Pericope: Scripture as written and read in antiquity










Paul Sanders' Thesis 1:

To a large extent, the placing of the major disjunctive accents in the Hebrew Bible goes back to a division of the text from the pre-Christian era.

Reaction Prof. J. Revell to Paul Sanders' Thesis 1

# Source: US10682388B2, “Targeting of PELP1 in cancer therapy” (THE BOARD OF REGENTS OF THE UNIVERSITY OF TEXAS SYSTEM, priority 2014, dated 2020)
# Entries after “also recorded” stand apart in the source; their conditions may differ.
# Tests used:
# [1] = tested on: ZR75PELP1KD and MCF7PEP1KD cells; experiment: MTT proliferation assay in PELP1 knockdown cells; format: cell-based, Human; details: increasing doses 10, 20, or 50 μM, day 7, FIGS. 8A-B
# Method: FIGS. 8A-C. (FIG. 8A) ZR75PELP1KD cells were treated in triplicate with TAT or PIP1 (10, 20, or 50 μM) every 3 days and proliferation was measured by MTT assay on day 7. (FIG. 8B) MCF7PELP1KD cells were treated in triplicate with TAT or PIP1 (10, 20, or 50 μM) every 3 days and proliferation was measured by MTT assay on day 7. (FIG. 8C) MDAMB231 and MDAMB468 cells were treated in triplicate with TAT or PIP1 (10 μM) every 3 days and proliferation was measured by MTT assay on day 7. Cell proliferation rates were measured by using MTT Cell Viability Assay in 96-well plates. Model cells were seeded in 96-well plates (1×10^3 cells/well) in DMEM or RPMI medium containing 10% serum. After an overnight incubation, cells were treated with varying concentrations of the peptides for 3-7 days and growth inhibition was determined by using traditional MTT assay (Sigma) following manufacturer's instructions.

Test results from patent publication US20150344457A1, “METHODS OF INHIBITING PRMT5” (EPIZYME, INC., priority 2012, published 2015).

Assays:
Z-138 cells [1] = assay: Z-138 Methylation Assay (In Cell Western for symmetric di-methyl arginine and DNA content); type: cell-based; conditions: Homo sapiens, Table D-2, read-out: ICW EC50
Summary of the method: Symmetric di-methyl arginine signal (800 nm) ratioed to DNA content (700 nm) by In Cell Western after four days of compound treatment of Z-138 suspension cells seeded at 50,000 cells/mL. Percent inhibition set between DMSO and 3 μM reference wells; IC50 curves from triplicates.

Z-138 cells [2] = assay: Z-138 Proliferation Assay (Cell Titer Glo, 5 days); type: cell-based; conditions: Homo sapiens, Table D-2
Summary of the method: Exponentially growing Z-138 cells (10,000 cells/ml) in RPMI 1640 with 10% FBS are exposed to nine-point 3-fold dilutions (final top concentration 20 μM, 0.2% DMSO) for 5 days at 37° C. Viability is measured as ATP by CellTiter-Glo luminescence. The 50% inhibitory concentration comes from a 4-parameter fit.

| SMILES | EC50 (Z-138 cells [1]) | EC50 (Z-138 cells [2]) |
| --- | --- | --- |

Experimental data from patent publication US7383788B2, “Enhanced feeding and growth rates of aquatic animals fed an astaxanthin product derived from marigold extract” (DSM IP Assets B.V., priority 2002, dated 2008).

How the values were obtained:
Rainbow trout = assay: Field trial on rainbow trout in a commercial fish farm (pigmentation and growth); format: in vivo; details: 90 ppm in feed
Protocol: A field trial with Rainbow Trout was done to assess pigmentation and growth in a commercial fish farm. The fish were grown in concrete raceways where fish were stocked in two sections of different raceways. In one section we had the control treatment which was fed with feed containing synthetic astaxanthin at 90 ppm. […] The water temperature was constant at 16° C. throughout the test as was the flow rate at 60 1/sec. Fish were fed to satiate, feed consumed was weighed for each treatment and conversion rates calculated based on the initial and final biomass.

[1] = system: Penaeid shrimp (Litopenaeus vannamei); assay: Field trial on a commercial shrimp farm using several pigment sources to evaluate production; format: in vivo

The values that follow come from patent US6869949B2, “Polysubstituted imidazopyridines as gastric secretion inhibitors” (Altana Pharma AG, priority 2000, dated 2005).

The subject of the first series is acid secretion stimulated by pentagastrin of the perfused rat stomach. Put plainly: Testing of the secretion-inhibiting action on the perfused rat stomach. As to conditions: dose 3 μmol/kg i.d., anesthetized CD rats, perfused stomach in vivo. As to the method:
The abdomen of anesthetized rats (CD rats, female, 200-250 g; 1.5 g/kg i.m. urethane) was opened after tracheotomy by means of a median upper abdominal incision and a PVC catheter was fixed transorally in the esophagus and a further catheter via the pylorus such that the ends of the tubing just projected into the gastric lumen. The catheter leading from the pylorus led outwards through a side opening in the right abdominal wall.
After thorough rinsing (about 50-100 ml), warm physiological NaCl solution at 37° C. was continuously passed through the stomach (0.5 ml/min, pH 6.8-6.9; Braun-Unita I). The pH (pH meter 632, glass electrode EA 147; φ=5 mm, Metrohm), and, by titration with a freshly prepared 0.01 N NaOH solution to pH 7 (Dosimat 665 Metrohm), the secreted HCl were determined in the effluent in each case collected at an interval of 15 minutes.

I would think this is demonstrated incontrovertibly by the spaces in the Deuteronomy text of John Rylands Greek Papyrus 458, to which the Nahal Hever text of the Twelve Prophets (8HevXIIgr) gives support. It should also be noted that `Palestinian' manuscripts of the Hebrew Bible show many variations from Tiberian in accentuation, and much variation is recorded in the form of MT published by C. D. Ginsburg (and, I believe, in the HUBP text), but the variants in these sources do not involve the major accents to any great extent. However, if the early history of the different system of accentuation found in the Babylonian biblical manuscripts were fully known, some modification of this thesis might be required.


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